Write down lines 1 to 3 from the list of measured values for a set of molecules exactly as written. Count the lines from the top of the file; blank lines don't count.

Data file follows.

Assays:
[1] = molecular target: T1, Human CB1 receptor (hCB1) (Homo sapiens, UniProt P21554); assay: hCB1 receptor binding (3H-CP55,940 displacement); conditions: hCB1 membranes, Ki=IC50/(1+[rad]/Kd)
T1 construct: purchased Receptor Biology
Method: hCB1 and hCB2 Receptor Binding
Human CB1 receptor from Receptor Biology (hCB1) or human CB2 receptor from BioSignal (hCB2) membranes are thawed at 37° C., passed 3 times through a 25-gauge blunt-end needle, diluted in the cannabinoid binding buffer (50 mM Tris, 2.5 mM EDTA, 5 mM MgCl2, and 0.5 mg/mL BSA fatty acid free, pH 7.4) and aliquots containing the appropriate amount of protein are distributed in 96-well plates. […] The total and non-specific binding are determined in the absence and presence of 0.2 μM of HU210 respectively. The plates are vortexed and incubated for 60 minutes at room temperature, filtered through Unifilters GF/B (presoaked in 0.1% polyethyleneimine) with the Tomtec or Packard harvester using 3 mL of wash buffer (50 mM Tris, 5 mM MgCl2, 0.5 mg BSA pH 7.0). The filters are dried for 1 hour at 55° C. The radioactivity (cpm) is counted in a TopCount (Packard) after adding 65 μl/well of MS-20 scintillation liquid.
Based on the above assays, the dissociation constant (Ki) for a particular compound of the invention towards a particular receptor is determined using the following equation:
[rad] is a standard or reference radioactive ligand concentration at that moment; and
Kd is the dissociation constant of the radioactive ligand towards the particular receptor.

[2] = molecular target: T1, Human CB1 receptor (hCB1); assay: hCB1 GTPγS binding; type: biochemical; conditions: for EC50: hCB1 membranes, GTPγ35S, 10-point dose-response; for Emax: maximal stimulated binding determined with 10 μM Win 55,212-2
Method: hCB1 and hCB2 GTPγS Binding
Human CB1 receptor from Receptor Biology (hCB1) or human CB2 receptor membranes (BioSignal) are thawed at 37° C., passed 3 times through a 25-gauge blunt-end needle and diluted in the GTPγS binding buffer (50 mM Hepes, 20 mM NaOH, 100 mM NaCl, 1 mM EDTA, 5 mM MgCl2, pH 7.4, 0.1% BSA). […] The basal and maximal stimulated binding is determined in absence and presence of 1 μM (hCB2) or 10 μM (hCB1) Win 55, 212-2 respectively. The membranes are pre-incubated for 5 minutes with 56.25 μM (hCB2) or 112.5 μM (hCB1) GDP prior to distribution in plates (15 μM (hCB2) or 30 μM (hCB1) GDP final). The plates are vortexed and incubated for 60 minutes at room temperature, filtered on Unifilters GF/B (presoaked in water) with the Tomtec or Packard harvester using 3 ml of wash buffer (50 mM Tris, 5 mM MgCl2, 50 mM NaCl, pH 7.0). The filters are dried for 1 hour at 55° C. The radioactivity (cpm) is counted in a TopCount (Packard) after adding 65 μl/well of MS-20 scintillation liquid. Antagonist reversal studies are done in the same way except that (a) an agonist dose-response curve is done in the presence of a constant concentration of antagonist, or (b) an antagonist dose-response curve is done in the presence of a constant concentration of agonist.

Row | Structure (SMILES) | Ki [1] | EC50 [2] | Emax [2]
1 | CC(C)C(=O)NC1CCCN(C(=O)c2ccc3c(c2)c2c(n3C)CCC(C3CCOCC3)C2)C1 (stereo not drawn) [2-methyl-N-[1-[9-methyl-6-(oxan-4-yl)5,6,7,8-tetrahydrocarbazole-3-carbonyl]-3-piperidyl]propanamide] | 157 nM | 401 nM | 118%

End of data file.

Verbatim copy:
Assays:
[1] = molecular target: T1, Human CB1 receptor (hCB1) (Homo sapiens, UniProt P21554); assay: hCB1 receptor binding (3H-CP55,940 displacement); conditions: hCB1 membranes, Ki=IC50/(1+[rad]/Kd)
T1 construct: purchased Receptor Biology